The U.S. Air Force will roll out tens of thousands of specialized spectacles to airmen around the globe to protect their eyes from lasers and shrapnel.

The gear aims to limit the potential risk to pilots and other aircrew amid a recent spike in lasing incidents. It’s also the first time that Air Force-issued eyewear is designed to block lasers as well as ballistic threats, the service said Sunday.

“Getting lasered without having proper protection could not only prevent the pilot from flying and landing an aircraft safely, but it could also cost them their career,” Capt. Pete Coats, who leads the eyewear initiative at Wright-Patterson Air Force Base in Ohio, said in the release.

When a laser pointer’s beam hits an aircraft’s windshield or an eyeball itself, the light can cause flash blindness that is particularly dangerous for troops that are taking off or preparing to land, according to the Air Force Safety Center. Preventing those disruptions can save lives in the air and on the ground.

A suite of eight types of eyewear — including daytime and nighttime anti-laser spectacles, anti-ballistics glasses, and visors that work with night-vision goggles — can shield airmen from those potentially deadly effects.

The gear is built to protect all aircrews except for pilots in the U-2 Dragon Lady spy plane and the F-35A Lightning II fighter, the service said In a statement. Aircrews on platforms that fly low and slow, such as helicopters or tiltrotor aircraft, need defenses against both lasers and ballistics, whereas those in fighter or bomber jets likely only need to fend off unwanted beams.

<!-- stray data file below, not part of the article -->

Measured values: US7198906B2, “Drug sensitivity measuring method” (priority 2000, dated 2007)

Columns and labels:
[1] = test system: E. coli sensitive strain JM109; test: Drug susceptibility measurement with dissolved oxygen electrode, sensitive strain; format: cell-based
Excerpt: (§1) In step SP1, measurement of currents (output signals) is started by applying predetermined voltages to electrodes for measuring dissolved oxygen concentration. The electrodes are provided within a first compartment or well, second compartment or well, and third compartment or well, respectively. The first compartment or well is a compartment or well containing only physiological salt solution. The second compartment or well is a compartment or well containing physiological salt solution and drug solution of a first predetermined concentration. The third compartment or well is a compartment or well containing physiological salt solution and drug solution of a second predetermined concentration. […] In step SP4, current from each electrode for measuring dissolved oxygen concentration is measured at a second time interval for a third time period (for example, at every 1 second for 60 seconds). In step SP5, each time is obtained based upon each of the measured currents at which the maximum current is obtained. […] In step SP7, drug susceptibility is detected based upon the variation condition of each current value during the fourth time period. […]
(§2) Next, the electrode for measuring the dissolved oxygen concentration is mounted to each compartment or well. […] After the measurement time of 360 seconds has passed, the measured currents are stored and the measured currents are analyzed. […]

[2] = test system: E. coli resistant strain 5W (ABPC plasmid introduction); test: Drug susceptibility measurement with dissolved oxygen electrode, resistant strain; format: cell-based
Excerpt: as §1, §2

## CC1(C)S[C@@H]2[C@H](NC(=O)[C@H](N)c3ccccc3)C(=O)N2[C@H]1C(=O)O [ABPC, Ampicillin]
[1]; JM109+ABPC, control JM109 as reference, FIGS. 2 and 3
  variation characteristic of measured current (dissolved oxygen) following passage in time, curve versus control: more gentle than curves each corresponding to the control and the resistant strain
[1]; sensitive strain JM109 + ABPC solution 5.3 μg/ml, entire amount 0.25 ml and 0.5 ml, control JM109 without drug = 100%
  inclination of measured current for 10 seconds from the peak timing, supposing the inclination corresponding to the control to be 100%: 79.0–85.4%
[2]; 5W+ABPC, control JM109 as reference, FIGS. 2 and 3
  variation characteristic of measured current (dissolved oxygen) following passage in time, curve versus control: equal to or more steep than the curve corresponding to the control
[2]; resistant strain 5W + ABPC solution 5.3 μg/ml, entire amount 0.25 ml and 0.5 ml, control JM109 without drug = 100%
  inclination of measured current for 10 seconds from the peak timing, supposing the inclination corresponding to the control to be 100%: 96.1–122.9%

The service plans to distribute more than 42,000 pairs of the glasses and visors to its units over the next three years.

The need for such measures has played out at installations around the world, such as Italy’s Aviano Air Base, which said in October it had logged 13 lasing incidents against its aircraft over the past year.

The lights were most often directed at HH-60 Pave Hawk search-and-rescue helicopters, the base said, which are easier targets than the F-16 Fighting Falcon jets also stationed there.

American and Italian officials are crafting a process to notify local law enforcement of perpetrators’ locations, Aviano’s 31st Fighter Wing said in a release.

Aviano’s woes are part of a surge in the number of laser strikes reported to federal officials over the past few years.

The Federal Aviation Administration has logged more than 10,300 lasing incidents and 28 injuries so far in 2023, surpassing the nearly 9,500 events that were reported in 2022.

Airmen most often reported laser incidents in Florida, New Mexico and Texas within the continental U.S., and in undisclosed locations overseas, between October 2016 and December 2022, according to data collected by the Air Force Safety Center. The service recorded nearly 550 incidents around the world within that time period.

Aiming a laser pointer at an aircraft is a federal crime punishable by as many as five years in prison and up to $280,800 in fines.

The Air Force Office of Special Investigations asks anyone with knowledge of a lasing incident to report them to the FAA or the Air Force.

“These are not harmless pranks,” the agency said.

Rachel Cohen is the editor of Air Force Times. She joined the publication as its senior reporter in March 2021. Her work has appeared in the Washington Post, the Frederick News-Post (Md.), Air and Space Forces Magazine, Inside Defense, Inside Health Policy and elsewhere.

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